• The markets turn against us. As a speculator, sometimes I just get it wrong. We all do. Mind you, I’m not talking about a short-term price fluctuation here. When a trend has clearly turned against a given speculation we’ve made, we risk a great deal if we try to ignore it, or hope the market will do what we think or wish it should. For example, I thought cobalt would head higher last year. I had a good case for this, supported by plenty of data. But instead, cobalt prices started falling. As much as I wanted my thesis to be right, I had to accept the reality of the market. With prices still down this year, I’m sure glad I did. If we want to enjoy our victories, we must also accept our defeats.
  • The stock delivers and the value proposition inverts. If a company is being given no value by the market for a great asset, it’s reasonable to buy and speculate that share prices will rise. When the company delivers and becomes a market darling, it may trade for much more than the asset is worth. That makes it very risky to hold. If the stock is on a solid upward trend, I might take profits and ride whatever happens next risk-free. But if the company is objectively overvalued, I’m more likely to put a trailing stop loss on it and take the dough. To convince me to stay long, the company would have to present me with a new value proposition—not the one I originally invested in—and show me good odds for delivering yet again.

Here’s are some that are NOTvalid reasons to sell:

  • The stock price is lower.Okay, maybe if I were investing in a huge company like Apple, the stock dropping 30% in a day would be a clear sign that something serious is wrong. But for the type of resource stocks I typically invest in, a fluctuation like that could—and often does—happen without anything bad happening to the company at all. For instance, a fund facing redemptions could be forced to sell, even if the company and the stock have been doing great. In my markets, price and value often diverge. A lower price can signal opportunity, rather than a problem.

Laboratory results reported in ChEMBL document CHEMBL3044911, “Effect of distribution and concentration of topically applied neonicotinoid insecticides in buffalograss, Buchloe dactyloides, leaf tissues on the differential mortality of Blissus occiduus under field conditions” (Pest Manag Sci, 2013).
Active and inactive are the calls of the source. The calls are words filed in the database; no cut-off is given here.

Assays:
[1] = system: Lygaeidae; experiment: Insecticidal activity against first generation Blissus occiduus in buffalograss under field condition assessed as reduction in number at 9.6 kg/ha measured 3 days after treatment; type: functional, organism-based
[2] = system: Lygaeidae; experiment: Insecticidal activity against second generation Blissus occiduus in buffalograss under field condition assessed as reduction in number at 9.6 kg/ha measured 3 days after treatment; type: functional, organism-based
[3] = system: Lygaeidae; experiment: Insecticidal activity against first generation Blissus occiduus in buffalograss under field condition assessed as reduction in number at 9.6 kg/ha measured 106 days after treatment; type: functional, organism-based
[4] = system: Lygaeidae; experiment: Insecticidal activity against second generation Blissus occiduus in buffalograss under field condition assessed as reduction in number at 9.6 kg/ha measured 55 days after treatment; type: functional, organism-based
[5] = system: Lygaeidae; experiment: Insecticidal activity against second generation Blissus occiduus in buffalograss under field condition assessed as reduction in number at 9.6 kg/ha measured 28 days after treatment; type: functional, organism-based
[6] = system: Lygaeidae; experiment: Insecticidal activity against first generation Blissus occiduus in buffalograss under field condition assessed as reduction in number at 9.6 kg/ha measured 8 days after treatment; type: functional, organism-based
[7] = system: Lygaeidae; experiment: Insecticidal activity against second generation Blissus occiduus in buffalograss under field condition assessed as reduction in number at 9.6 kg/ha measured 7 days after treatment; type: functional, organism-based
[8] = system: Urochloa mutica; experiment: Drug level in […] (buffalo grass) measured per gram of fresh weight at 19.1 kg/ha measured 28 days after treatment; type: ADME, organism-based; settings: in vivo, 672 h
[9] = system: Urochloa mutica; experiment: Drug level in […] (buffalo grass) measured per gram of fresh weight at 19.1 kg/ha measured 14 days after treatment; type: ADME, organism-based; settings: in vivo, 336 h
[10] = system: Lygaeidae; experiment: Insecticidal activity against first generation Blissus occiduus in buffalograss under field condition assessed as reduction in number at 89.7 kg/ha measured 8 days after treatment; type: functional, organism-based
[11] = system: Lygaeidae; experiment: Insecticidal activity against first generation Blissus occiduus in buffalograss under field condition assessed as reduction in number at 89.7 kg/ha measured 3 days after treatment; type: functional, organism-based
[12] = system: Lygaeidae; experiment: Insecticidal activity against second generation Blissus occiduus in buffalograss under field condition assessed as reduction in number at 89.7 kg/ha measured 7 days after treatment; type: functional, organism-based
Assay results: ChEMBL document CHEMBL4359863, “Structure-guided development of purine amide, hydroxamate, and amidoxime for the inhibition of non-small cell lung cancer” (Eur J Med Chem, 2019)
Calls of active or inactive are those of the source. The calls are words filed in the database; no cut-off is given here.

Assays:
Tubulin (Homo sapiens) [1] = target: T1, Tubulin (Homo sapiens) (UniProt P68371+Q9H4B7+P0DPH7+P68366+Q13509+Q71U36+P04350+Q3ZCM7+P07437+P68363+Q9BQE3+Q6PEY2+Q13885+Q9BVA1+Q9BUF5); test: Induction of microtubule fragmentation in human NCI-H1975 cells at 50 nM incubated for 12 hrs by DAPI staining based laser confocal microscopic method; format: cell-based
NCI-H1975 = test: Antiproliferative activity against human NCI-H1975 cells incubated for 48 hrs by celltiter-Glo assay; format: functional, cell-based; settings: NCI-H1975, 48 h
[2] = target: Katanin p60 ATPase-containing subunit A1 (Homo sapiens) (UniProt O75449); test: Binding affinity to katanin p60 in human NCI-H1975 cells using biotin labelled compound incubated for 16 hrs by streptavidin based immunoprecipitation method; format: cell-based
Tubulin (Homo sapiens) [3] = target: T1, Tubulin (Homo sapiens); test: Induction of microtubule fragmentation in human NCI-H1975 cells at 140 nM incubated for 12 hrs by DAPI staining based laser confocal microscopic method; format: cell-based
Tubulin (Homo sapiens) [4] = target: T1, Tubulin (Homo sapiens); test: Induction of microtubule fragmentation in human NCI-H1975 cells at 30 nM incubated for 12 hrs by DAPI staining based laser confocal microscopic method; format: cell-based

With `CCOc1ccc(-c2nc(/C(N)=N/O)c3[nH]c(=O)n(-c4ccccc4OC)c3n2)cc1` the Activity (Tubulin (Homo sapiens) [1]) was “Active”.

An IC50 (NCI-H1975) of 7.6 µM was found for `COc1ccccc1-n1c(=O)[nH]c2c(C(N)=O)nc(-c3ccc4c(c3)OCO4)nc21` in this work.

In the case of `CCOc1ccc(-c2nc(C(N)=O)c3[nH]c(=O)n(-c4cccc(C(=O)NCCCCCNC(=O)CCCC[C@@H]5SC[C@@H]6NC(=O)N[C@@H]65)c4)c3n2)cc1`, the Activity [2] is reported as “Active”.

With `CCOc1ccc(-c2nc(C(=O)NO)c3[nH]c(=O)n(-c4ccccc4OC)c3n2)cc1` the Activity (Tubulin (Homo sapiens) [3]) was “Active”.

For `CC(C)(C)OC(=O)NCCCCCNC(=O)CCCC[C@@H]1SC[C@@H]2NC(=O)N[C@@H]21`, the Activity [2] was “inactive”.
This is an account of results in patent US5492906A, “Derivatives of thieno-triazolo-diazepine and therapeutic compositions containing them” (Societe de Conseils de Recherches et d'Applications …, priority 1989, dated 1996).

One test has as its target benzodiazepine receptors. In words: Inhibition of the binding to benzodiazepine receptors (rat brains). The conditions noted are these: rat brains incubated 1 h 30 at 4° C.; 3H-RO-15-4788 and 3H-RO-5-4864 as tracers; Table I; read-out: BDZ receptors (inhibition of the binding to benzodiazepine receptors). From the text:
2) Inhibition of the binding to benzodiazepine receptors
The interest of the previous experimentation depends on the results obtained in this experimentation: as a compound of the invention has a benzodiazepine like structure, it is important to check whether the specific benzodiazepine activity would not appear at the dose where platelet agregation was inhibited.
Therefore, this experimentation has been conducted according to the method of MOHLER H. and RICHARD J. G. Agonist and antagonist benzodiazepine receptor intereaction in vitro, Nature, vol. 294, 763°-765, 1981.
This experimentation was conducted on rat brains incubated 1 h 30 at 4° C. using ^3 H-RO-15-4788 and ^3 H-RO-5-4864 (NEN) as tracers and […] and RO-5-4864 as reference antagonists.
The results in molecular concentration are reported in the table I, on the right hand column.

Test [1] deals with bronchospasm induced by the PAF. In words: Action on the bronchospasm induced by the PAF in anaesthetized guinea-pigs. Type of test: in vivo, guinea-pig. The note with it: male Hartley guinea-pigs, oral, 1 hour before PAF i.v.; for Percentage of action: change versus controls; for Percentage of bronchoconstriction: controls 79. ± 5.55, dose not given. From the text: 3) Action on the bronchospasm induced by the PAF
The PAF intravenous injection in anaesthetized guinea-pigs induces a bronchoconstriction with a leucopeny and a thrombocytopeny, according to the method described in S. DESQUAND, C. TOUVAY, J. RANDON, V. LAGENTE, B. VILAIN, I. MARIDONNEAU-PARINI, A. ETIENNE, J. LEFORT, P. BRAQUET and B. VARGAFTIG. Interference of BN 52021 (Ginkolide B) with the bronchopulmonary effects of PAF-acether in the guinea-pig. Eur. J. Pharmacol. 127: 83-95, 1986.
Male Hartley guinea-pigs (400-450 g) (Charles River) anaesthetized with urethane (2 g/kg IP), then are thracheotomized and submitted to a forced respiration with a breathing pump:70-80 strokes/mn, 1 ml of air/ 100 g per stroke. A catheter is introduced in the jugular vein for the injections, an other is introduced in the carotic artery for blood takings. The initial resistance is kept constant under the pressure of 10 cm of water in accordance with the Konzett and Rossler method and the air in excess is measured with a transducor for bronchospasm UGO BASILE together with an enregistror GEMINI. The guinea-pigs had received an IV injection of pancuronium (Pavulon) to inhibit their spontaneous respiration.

• Short sellers put out a highly critical “research” report.(The “short and distort” attack against Pretium I debunkedlast year, for example.) When others profit from us selling, we have to treat everything they say with great skepticism. The same applies to the talking heads in mainstream media; they get paid for exciting headlines, not for making sure that what they say is good advice. Even advice to sell from some well-meaning person who doesn’t understand our market sector should be discounted; they don’t have the full context for an adequate assessment. Bottom line, it’s usually a mistake to sell because others tell us to; we need to come to that conclusion ourselves, for our own good reasons.
  • Portfolio rebalancing. This may be fine—or even necessary—for institutions with mandates and other requirements they must meet. Suppose my mandate were to invest 50% in gold and 50% in oil. I might need to sell some positions as they grow in order to maintain that balance. But my mandate is to make money. Some folks may strongly disagree with this, but I think it’s silly to sell a winning stock just because it has become a larger portion of my portfolio.
  • Hoped-for wins are taking too long. Patience is a key virtue for successful speculation. Because I’m a newsletter writer, I look for exceptional, near-term wins. My readers love “hockey stick” stock charts—and most don’t like waiting. But as a speculator, I know that a company can do everything right, but the market can still take its own sweet time recognizing that. If the value proposition remains intact and the company is still cashed up and is making good progress, frustration that Mr. Market is slow to love my stock pick as much as I do is not a valid reason for selling. Or more simply: boredom is no reason to sell.

Note that while none of these non-reasons will prompt me to sell, if I have something else I’m very keen on, and I need some cash, I might sell anyway. But that’s to raise funds, not because of the above.

In general, I’m extremely resistant to selling without good reason. I don’t like having to wait more than a year or two for my speculations to work out, but I will if there’s nothing really wrong with my bet.

On the other paw, if I have a good reason to sell, the merciless wolf in me has no qualms about killing to trade.

That’s my take,

Lobo Tiggre Signature

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October 8th, 2019

Posted In: Louis James